Edmonton real estate market predicted to slow down to pre-pandemic levels this year
The Realtors Association of Edmonton is predicting the market will “normalize” this year to levels not seen since before the pandemic.
Sales, listings, and prices are expected to drop across all property types, Melanie Boles, RAE chair said, which will bring them in line with 2019 levels and previous years.
“When compared to long-term trends, 2023 will still be a strong year,” Boles said in a statement.
The association held its annual housing forecast event Wednesday, where real estate agents and prospective home buyers and sellers can grasp market predictions.
According to the predictions for 2023, the market is expected to be balanced due to nearly equal supply and demand levels.
The report notes an increase in demand for apartments and condos, an increase in luxury real estate, and an influx of out-of-province residents.
The forecast shows detached home prices are expected to drop 2.9 per cent year-over-year.
Semi-detached homes are predicted to see a price drop of 2.4 per cent and for row and townhouses – a 1.4 per cent decrease is expected
The RAE is predicting a 1.1 per cent decrease in average price for apartments and condos compared to last year.
Boles said that compared to long-term trends, this year will be strong following three years of abnormal activity during the pandemic.
As for sales, detached homes are expected to drop by 11.8 per cent, while the semi-detached category could see a decrease of 9.3 per cent. However, growth is expected for apartments and condos, with a 1.3 per cent increase from 2022.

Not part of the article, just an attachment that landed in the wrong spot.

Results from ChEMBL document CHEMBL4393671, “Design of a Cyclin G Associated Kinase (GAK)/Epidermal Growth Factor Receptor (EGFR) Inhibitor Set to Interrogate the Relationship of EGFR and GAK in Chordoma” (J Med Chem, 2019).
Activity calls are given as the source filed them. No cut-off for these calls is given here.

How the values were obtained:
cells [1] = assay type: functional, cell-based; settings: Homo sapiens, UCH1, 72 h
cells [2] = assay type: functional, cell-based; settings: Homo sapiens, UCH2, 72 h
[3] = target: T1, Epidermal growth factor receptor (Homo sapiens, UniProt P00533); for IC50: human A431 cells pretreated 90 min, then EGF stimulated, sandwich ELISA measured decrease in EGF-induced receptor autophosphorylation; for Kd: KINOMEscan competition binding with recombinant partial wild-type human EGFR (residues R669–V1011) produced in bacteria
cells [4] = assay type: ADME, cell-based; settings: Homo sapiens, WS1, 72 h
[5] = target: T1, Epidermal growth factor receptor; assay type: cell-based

According to the association, the average price for single-family homes in Edmonton hit a record high of $510,988 in April.
Jackson Cornelius, advisory director with Zonda Urban, an organization that tracks real estate, said the average single-family home price dropped to $457,000 in December, which he believes is the floor.
“We’ll see housing values climb back up from December lows but probably be less than the 2022 averages,” Cornelius told CBC.
Boles said rising interest and mortgage rates played a role in reducing listings and sales, as people may have decided not to list or buy last year.
The Bank of Canada raised the interest rate seven times last year to battle inflation.
Sally Munro, a real estate agent with Century 21 Masters, said first-quarter renewals will be hard on a lot of homeowners.
“I may not agree with the projections entirely, but there are a lot of factors that change the market from buyers to sellers to balance and interest rates definitely have an effect on that and on the value of properties,” Munro said.
New listings are forecasted to drop by 5.7 per cent for detached homes, with semi-detached homes falling by about 3.7 per cent and apartment/condominium listings expected to decrease by 2.6 per cent year-over-year.
“People are wondering what is the right time but every situation is personal. The right time is when you’re ready. So don’t sit back and wait for it to go up or down,” Munro advised.